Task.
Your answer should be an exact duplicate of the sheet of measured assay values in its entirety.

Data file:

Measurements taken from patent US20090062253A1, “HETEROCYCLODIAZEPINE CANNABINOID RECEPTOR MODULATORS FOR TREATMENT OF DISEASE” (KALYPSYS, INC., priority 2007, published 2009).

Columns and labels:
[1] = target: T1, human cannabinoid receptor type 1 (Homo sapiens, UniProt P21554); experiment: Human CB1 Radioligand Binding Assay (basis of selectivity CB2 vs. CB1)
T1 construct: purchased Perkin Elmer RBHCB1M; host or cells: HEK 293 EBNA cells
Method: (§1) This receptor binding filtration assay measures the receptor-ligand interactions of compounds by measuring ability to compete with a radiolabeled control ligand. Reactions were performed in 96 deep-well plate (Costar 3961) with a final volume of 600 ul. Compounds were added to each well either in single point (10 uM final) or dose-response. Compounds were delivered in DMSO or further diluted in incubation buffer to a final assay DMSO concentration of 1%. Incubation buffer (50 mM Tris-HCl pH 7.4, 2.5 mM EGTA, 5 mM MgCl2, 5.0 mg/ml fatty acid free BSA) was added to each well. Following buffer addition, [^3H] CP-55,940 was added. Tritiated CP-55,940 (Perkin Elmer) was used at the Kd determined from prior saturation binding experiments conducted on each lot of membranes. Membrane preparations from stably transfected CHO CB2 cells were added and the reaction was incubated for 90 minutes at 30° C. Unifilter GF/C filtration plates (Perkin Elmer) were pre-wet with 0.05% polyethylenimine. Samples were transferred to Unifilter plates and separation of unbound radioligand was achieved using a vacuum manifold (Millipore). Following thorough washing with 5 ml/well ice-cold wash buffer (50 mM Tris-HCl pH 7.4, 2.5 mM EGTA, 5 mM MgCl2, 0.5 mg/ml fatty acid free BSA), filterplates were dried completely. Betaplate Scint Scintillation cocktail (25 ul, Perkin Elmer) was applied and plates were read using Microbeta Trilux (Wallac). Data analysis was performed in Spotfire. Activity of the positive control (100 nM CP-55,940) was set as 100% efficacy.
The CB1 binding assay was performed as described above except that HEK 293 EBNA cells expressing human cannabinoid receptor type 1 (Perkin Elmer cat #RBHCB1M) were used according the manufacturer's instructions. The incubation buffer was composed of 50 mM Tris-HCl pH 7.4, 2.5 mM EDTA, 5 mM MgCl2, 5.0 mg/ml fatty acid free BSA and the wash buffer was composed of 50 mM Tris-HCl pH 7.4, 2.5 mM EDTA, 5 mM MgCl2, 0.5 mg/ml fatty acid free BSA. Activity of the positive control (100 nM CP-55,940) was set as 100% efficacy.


Measurements taken from patent US20090062253A1, “HETEROCYCLODIAZEPINE CANNABINOID RECEPTOR MODULATORS FOR TREATMENT OF DISEASE” (KALYPSYS, INC., priority 2007, published 2009).

Columns and labels:
[1] = target: T1, human cannabinoid receptor type 1 (Homo sapiens, UniProt P21554); experiment: Human CB1 Radioligand Binding Assay (basis of selectivity CB2 vs. CB1)
T1 construct: purchased Perkin Elmer RBHCB1M; host or cells: HEK 293 EBNA cells
Method: (§1) This receptor binding filtration assay measures the receptor-ligand interactions of compounds by measuring ability to compete with a radiolabeled control ligand. Reactions were performed in 96 deep-well plate (Costar 3961) with a final volume of 600 ul. Compounds were added to each well either in single point (10 uM final) or dose-response. Compounds were delivered in DMSO or further diluted in incubation buffer to a final assay DMSO concentration of 1%. Incubation buffer (50 mM Tris-HCl pH 7.4, 2.5 mM EGTA, 5 mM MgCl2, 5.0 mg/ml fatty acid free BSA) was added to each well. Following buffer addition, [^3H] CP-55,940 was added. Tritiated CP-55,940 (Perkin Elmer) was used at the Kd determined from prior saturation binding experiments conducted on each lot of membranes. Membrane preparations from stably transfected CHO CB2 cells were added and the reaction was incubated for 90 minutes at 30° C. Unifilter GF/C filtration plates (Perkin Elmer) were pre-wet with 0.05% polyethylenimine. Samples were transferred to Unifilter plates and separation of unbound radioligand was achieved using a vacuum manifold (Millipore). Following thorough washing with 5 ml/well ice-cold wash buffer (50 mM Tris-HCl pH 7.4, 2.5 mM EGTA, 5 mM MgCl2, 0.5 mg/ml fatty acid free BSA), filterplates were dried completely. Betaplate Scint Scintillation cocktail (25 ul, Perkin Elmer) was applied and plates were read using Microbeta Trilux (Wallac). Data analysis was performed in Spotfire. Activity of the positive control (100 nM CP-55,940) was set as 100% efficacy.
The CB1 binding assay was performed as described above except that HEK 293 EBNA cells expressing human cannabinoid receptor type 1 (Perkin Elmer cat #RBHCB1M) were used according the manufacturer's instructions. The incubation buffer was composed of 50 mM Tris-HCl pH 7.4, 2.5 mM EDTA, 5 mM MgCl2, 5.0 mg/ml fatty acid free BSA and the wash buffer was composed of 50 mM Tris-HCl pH 7.4, 2.5 mM EDTA, 5 mM MgCl2, 0.5 mg/ml fatty acid free BSA. Activity of the positive control (100 nM CP-55,940) was set as 100% efficacy.